Published November 8, 2012
Michael Alexander is one of our resident artists who is outfitted with only a camera! Over the years he has captured so many special moments in the life of this local Church with his camera and his unassuming and unobtrusive presence.
Pictures do tell stories that written texts simply cannot summarize—which only confirms the ancient adage that a picture is worth a thousand words—and perhaps even many more. From the most solemn religious moments to the most comical everyday occasions, Michael’s imaginative eye serves us with exquisite judgment.
The last edition of The Georgia Bulletin provides another example of his wonderful service (as the newspaper’s staff photographer). The five couples who were highlighted in that particular issue celebrated their anniversaries along with dozens of others at our annual Mass held to recognize and honor those observing 50th and 60th wedding jubilees, and they gave us a visual image of what marriage means. They reflect an icon of fidelity, strength, commitment, and promise.
The wedding day photographs of those five couples displayed the incredible joy, excitement and perhaps naiveté of those young people beginning their married life. The anniversary photographs revealed something quite different. The anniversary jubilee pictures told the story of fidelity, of shared joy and sorrow, of wisdom born from experience and of hope for tomorrow. The people were the same but the Sacrament of Marriage had made them different—and the camera caught the change. While the anniversary pictures revealed individuals who certainly had aged, they also captured people who had grown in love with each other in ways that those early bridal photographs could not have anticipated.
The blessings of commitment and fidelity come only in time. The young and inexperienced can be bright, hopeful, positive, but only those who have weathered some of life’s storms can claim the treasured title of fidelity. Last July Msgr. Walter Donovan died after a very long and generous priestly ministry here in the Archdiocese. His memorial card currently sits on my desk at my home. There were also pictures of Walter that appeared in some of the funeral memorabilia and some of them were of his Ordination day—but the best one is that of Walter as an old man who had endured many long years of service and priestly dedication—those are the images of commitment.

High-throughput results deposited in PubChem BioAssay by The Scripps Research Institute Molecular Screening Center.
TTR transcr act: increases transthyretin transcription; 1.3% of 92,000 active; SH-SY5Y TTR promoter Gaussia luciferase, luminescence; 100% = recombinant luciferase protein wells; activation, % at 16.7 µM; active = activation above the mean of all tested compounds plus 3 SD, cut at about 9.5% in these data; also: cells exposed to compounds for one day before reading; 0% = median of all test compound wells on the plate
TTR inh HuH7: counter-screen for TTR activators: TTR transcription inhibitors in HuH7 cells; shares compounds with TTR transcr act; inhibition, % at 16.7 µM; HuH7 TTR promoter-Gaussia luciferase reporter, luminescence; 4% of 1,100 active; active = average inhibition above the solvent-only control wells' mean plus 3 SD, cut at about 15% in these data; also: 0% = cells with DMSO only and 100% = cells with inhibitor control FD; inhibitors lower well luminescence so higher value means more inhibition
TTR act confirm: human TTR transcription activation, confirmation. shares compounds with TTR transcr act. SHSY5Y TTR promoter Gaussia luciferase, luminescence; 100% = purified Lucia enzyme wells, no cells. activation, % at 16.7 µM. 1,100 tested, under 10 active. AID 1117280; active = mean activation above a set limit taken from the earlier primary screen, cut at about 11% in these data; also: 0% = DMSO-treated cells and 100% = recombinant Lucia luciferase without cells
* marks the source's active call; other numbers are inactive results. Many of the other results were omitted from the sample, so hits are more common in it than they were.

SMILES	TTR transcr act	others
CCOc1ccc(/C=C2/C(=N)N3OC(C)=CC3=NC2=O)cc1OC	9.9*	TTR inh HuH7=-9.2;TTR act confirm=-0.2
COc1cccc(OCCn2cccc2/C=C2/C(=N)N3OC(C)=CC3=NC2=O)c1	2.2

We Americans are intrigued with youth and beauty, with being fit and trim, with the energy and drive that only the young seem to possess. But there are values and treasures that those who have endured much in life possess that the young will never understand until they get to that stage in life themselves.
Michael Alexander captures so many wonderful images of the people of our Archdiocese. He frames them with an artist’s eye. On some occasions, his images, especially when they can be paired with earlier photographs, help us understand the beauty of commitment—an oft-forgotten virtue in today’s society that promotes disposability and novelty, often at the expense of fidelity and commitment. Every seasoned married couple and veteran cleric that I know have stories to tell of the sorrow, disappointment and frustration that have marked their lives, but they also have at least as many stories of triumph, courage and fervor that have tempered and overcome all the moments of pain—and that is the image of commitment and fidelity that those jubilee couples and Msgr. Donovan made visible and achievable for all of us. It is the grace of the Sacraments that they have lived with success and obvious joy.